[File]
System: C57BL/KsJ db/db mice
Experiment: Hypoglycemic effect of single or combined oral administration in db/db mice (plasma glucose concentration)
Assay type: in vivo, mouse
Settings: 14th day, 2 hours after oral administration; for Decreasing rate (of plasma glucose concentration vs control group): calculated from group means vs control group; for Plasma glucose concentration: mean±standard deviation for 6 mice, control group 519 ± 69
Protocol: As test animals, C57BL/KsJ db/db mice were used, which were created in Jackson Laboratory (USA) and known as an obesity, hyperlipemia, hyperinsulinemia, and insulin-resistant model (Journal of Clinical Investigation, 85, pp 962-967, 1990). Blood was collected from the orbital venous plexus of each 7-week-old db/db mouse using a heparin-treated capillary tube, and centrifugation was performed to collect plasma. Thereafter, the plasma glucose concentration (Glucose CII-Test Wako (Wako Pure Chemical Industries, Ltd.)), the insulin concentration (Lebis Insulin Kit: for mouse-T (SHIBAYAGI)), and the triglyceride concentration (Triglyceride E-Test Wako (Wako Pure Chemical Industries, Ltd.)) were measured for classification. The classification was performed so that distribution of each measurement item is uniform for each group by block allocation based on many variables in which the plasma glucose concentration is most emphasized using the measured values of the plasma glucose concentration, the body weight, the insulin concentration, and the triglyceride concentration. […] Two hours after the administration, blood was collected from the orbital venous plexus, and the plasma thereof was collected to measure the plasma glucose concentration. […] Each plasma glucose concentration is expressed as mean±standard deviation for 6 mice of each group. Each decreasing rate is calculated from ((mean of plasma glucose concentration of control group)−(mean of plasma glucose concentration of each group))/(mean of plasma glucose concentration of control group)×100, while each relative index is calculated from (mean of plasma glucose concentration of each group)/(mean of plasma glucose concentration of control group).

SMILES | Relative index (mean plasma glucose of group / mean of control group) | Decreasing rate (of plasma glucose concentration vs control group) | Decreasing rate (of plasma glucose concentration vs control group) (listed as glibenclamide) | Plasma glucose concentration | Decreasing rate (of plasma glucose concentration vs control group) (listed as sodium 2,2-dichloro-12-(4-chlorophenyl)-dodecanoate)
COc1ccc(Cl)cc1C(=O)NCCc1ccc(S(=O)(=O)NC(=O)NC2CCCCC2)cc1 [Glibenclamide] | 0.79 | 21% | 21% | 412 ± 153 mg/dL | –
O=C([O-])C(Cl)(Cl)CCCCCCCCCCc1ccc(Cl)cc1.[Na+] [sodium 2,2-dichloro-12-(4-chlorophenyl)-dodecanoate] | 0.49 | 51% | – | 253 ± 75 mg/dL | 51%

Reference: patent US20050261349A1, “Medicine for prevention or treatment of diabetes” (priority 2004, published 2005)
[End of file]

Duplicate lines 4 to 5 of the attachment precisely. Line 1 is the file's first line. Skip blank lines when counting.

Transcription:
Settings: 14th day, 2 hours after oral administration; for Decreasing rate (of plasma glucose concentration vs control group): calculated from group means vs control group; for Plasma glucose concentration: mean±standard deviation for 6 mice, control group 519 ± 69
Protocol: As test animals, C57BL/KsJ db/db mice were used, which were created in Jackson Laboratory (USA) and known as an obesity, hyperlipemia, hyperinsulinemia, and insulin-resistant model (Journal of Clinical Investigation, 85, pp 962-967, 1990). Blood was collected from the orbital venous plexus of each 7-week-old db/db mouse using a heparin-treated capillary tube, and centrifugation was performed to collect plasma. Thereafter, the plasma glucose concentration (Glucose CII-Test Wako (Wako Pure Chemical Industries, Ltd.)), the insulin concentration (Lebis Insulin Kit: for mouse-T (SHIBAYAGI)), and the triglyceride concentration (Triglyceride E-Test Wako (Wako Pure Chemical Industries, Ltd.)) were measured for classification. The classification was performed so that distribution of each measurement item is uniform for each group by block allocation based on many variables in which the plasma glucose concentration is most emphasized using the measured values of the plasma glucose concentration, the body weight, the insulin concentration, and the triglyceride concentration. […] Two hours after the administration, blood was collected from the orbital venous plexus, and the plasma thereof was collected to measure the plasma glucose concentration. […] Each plasma glucose concentration is expressed as mean±standard deviation for 6 mice of each group. Each decreasing rate is calculated from ((mean of plasma glucose concentration of control group)−(mean of plasma glucose concentration of each group))/(mean of plasma glucose concentration of control group)×100, while each relative index is calculated from (mean of plasma glucose concentration of each group)/(mean of plasma glucose concentration of control group).